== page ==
• thank you very much for your answer. The way I tried to formulate the question, would not involve physical limitations to the perception of the objects. It might even be mental perception instead of visual perception. I like what you said about contrastive and comparative knowledge. You are right I should have clarified the starting knowledge of the observer. I had a tabula rasa in mind with the only existing object being a cube. – St.Clair Bij Mar 4 '18 at 12:41
0

What does it take for a baby to perceive these things? It starts off not even able to focus eyes. Then a process of development and learning, understanding solid shapes often by putting them in it's mouth, by play, and watching others, then discussion, abstraction, analysis through school.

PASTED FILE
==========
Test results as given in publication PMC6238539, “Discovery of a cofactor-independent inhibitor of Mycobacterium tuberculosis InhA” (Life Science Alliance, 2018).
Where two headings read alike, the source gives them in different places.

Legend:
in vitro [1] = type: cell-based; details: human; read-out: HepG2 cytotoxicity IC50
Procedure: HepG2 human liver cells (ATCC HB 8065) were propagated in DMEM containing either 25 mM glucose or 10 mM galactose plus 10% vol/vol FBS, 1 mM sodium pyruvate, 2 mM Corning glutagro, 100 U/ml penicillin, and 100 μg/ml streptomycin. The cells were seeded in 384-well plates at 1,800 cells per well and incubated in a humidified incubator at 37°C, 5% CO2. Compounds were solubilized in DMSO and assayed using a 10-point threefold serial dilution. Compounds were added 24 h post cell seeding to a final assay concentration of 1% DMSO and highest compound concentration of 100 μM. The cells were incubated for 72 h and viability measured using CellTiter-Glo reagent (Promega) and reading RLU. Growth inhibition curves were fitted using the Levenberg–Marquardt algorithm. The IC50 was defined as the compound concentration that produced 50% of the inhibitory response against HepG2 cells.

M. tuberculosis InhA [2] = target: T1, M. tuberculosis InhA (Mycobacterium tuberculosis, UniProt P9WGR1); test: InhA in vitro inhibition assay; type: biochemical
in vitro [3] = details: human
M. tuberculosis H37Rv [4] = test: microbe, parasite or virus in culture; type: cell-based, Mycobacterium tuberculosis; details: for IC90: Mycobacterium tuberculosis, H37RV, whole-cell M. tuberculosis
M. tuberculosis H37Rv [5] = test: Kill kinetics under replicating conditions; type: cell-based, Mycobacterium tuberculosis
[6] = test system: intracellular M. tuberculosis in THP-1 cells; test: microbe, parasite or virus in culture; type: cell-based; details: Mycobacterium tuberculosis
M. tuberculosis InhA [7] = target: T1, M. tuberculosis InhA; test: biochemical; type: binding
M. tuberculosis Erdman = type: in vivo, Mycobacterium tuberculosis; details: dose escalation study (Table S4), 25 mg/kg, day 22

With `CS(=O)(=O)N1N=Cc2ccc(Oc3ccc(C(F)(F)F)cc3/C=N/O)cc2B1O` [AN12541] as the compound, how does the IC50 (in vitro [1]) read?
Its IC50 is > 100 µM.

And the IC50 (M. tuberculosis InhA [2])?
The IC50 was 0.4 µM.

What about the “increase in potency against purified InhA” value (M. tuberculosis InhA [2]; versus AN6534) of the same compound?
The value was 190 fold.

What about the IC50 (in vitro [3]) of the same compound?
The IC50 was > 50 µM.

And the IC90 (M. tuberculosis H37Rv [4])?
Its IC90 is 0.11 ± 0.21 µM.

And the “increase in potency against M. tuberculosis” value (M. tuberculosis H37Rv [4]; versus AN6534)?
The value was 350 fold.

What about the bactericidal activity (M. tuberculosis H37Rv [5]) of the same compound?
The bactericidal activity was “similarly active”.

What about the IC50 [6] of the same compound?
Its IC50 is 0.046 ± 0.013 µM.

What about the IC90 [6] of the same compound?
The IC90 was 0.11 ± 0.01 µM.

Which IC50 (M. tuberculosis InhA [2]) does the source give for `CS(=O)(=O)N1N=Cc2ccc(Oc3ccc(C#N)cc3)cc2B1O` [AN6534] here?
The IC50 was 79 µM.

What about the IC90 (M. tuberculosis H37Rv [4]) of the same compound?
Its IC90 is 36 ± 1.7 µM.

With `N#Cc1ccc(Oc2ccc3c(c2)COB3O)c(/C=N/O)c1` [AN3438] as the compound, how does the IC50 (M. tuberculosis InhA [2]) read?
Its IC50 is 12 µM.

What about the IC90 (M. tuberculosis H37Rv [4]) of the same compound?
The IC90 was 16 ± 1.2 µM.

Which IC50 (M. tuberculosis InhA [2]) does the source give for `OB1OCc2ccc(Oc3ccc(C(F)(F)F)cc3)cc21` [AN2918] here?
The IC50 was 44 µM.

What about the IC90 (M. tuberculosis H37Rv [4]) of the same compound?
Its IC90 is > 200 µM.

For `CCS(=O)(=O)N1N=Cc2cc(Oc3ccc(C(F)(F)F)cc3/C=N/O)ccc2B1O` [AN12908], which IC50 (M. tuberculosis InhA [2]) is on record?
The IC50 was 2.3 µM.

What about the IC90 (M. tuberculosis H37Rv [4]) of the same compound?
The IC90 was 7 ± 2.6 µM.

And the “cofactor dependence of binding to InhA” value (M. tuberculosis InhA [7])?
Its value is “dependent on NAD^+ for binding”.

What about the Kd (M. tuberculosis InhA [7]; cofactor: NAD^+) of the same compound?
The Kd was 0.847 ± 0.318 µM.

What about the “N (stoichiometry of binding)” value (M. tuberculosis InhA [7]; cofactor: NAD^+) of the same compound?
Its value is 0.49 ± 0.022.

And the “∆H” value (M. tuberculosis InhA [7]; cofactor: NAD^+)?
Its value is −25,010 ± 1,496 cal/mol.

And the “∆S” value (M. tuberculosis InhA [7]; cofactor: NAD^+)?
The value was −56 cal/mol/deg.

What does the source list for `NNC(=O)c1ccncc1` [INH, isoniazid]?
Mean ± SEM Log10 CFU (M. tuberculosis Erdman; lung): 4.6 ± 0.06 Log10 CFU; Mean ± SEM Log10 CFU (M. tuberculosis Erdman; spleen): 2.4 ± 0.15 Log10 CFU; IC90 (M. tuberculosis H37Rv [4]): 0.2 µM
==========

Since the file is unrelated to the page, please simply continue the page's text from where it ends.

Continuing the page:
Implicit to your framing

You do not have any knowledge of yourself

is that all this development is just accidental, not necessary for mentality and thinking. Babies not only fail to thrive and develop without these developments, they die. The philosophical framing, in the Private Language argument, points out meaning is not inherent in signs or objects, like

the concept of an edge, corner, number (amount of edges)

it occurs in languages, social conventions of use that occur through culture and community. Meaning does not exist in the world, but only in minds, in community with each other.